Three Lessons Learned from Working with Kenyan Farmers and Pastoralists
The USAID-funded Feed the Future AVCD program started in 2015 with the aim of reducing poverty and hunger by transitioning households from subsistence farming to market-based farming. Kenya’s vast landscape, especially the arid and semi-arid lands (ASALs) in the north and southeast, means that smallholder farmers and pastoralists are dependent on different crops and livestock, respectively, to make an income. AVCD, which just ended in September, launched different projects based on the region and needs of the farmers and pastoralists. Here are three lessons learned from the program:
- Climate change poses a serious threat to food security in Kenya, but drought-tolerant crop varieties can help farmers increase their yields and improve food security and nutrition.
Farmers were hoping against hope for a decent harvest, especially in the ASALs regions that suffer from low rainfall. Many farmers stuck to tradition and planted their favorite crops, but these farmers suffered major losses because of high temperatures, low and erratic rainfall, and prolonged droughts.
The AVCD program in 2015 partnered with the International Crops Research Institute for the Semi-Arid Tropics and the Egerton University Seed Unit to introduce drought-resistant crops. Since then, we have reached over 185,000 farmers with nearly 950 tons of seed valued at $3.4 million. In 2019 for instance, we introduced high-yielding varieties of pigeon pea, sorghum and green grams in Makueni County. The environment is harsh, but these crops withstood drought and disease. Drought-resistant crops mature early, taking only six months versus one year with traditional seeds. Farmers like Wilson Lati, pictured above, experienced this firsthand by planting these crops and reaping the benefits of a good harvest because his crops matured before the drought hit in May. Farmers using traditional varieties weren’t as lucky since their crops didn’t mature until June and have suffered from the lack of water. Crops maturing quicker also improve food security and reduce hunger during drought.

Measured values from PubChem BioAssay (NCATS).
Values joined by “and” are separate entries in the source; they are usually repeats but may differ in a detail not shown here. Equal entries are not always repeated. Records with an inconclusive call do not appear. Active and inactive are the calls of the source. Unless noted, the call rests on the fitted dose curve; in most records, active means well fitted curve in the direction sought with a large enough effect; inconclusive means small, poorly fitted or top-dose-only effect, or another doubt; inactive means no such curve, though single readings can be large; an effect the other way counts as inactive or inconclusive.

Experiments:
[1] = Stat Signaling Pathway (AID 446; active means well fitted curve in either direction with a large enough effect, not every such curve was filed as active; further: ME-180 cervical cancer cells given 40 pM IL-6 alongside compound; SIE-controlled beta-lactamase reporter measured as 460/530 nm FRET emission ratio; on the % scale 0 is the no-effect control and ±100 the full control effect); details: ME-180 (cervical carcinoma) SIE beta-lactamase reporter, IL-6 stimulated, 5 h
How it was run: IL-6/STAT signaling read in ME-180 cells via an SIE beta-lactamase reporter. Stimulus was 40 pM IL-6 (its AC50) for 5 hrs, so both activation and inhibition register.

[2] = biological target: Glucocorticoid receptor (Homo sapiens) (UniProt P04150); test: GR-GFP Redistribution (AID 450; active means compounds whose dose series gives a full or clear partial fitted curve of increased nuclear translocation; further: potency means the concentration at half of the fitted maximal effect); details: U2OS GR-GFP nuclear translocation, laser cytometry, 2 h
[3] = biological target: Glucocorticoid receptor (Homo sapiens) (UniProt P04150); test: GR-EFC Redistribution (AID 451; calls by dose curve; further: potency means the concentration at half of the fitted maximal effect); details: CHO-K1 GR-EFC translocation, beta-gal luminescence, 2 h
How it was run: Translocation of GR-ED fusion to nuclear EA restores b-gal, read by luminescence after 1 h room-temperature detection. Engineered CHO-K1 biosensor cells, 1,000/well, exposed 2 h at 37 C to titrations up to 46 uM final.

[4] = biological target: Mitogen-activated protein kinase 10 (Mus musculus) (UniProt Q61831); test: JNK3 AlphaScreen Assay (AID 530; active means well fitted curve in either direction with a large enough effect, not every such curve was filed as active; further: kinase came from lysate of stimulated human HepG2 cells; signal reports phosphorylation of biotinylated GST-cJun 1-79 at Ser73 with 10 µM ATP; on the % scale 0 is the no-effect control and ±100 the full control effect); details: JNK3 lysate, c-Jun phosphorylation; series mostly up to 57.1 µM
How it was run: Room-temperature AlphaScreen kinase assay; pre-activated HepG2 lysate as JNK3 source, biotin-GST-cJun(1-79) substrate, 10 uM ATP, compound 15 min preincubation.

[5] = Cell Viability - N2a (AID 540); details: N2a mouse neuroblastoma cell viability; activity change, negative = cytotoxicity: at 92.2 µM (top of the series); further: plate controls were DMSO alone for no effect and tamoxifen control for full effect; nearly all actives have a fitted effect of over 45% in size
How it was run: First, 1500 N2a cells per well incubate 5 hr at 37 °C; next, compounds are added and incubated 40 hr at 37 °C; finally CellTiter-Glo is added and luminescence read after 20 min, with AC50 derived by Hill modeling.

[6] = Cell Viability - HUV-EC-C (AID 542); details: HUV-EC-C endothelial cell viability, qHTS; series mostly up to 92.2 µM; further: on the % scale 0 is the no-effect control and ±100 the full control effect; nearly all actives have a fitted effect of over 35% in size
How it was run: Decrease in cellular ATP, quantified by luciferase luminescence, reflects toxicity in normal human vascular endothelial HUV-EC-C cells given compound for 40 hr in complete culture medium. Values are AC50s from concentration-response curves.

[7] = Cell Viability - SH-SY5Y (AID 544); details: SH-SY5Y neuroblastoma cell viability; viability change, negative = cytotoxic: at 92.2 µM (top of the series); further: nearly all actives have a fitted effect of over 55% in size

- When working with farmers to try new crops (like planting Irish potatoes), it’s important to couple it with access to information and agricultural inputs, and to show the market potential.
Many Kenyan farmers have been experiencing low yields due to growing the same varieties of potatoes for years, and their fields suffer from disease, making their income negligible. Other farmers have had limited knowledge and were reluctant to practice potato farming because it was a new crop they know little about.
To address the challenges, the AVCD program partnered with the International Potato Center (CIP) to promote potato farming in six counties by introducing farmers to the high-yielding, pest- and disease-resistant Irish potato. Farmers were also trained on agricultural inputs, soil management and market opportunities for this variety of potato. “AVCD did not just introduce us to potato farming by bringing us the seed. It was a complete package from where to get the improved and certified seed, hands-on training on good agricultural practices and, very importantly, creating market linkages for our produce,” said farmer Salamon Mwamburi. Salamon is one of the 64,200 smallholder potato farmers that have benefited from AVCD and CIP’s support and technical assistance since 2015.